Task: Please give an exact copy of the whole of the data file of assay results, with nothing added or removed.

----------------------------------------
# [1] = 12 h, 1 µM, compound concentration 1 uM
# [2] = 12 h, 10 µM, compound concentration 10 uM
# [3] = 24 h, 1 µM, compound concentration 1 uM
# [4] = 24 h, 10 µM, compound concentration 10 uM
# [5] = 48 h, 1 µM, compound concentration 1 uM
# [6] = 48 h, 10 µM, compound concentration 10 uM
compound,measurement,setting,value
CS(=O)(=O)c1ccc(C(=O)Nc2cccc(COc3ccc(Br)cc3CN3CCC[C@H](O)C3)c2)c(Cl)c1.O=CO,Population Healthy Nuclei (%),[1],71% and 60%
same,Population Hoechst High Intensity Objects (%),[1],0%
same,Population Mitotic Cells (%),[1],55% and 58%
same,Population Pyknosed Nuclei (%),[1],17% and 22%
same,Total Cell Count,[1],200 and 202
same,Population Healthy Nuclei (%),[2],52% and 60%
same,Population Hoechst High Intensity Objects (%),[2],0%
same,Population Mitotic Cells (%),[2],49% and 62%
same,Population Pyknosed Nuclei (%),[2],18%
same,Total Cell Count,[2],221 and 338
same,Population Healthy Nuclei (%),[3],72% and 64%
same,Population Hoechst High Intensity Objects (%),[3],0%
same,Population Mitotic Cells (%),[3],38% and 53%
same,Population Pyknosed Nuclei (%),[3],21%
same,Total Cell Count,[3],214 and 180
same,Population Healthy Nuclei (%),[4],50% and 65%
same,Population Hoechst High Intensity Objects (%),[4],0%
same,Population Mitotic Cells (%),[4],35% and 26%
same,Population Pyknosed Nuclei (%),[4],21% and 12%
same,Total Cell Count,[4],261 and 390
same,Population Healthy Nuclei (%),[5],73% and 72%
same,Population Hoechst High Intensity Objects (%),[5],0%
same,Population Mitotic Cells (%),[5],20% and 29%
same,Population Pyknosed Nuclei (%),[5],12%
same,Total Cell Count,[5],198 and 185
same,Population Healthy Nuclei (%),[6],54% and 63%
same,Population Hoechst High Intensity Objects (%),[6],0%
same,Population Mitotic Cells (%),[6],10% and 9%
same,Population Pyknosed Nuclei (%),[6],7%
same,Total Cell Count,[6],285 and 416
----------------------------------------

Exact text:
# [1] = 12 h, 1 µM, compound concentration 1 uM
# [2] = 12 h, 10 µM, compound concentration 10 uM
# [3] = 24 h, 1 µM, compound concentration 1 uM
# [4] = 24 h, 10 µM, compound concentration 10 uM
# [5] = 48 h, 1 µM, compound concentration 1 uM
# [6] = 48 h, 10 µM, compound concentration 10 uM
compound,measurement,setting,value
CS(=O)(=O)c1ccc(C(=O)Nc2cccc(COc3ccc(Br)cc3CN3CCC[C@H](O)C3)c2)c(Cl)c1.O=CO,Population Healthy Nuclei (%),[1],71% and 60%
same,Population Hoechst High Intensity Objects (%),[1],0%
same,Population Mitotic Cells (%),[1],55% and 58%
same,Population Pyknosed Nuclei (%),[1],17% and 22%
same,Total Cell Count,[1],200 and 202
same,Population Healthy Nuclei (%),[2],52% and 60%
same,Population Hoechst High Intensity Objects (%),[2],0%
same,Population Mitotic Cells (%),[2],49% and 62%
same,Population Pyknosed Nuclei (%),[2],18%
same,Total Cell Count,[2],221 and 338
same,Population Healthy Nuclei (%),[3],72% and 64%
same,Population Hoechst High Intensity Objects (%),[3],0%
same,Population Mitotic Cells (%),[3],38% and 53%
same,Population Pyknosed Nuclei (%),[3],21%
same,Total Cell Count,[3],214 and 180
same,Population Healthy Nuclei (%),[4],50% and 65%
same,Population Hoechst High Intensity Objects (%),[4],0%
same,Population Mitotic Cells (%),[4],35% and 26%
same,Population Pyknosed Nuclei (%),[4],21% and 12%
same,Total Cell Count,[4],261 and 390
same,Population Healthy Nuclei (%),[5],73% and 72%
same,Population Hoechst High Intensity Objects (%),[5],0%
same,Population Mitotic Cells (%),[5],20% and 29%
same,Population Pyknosed Nuclei (%),[5],12%
same,Total Cell Count,[5],198 and 185
same,Population Healthy Nuclei (%),[6],54% and 63%
same,Population Hoechst High Intensity Objects (%),[6],0%
same,Population Mitotic Cells (%),[6],10% and 9%
same,Population Pyknosed Nuclei (%),[6],7%
same,Total Cell Count,[6],285 and 416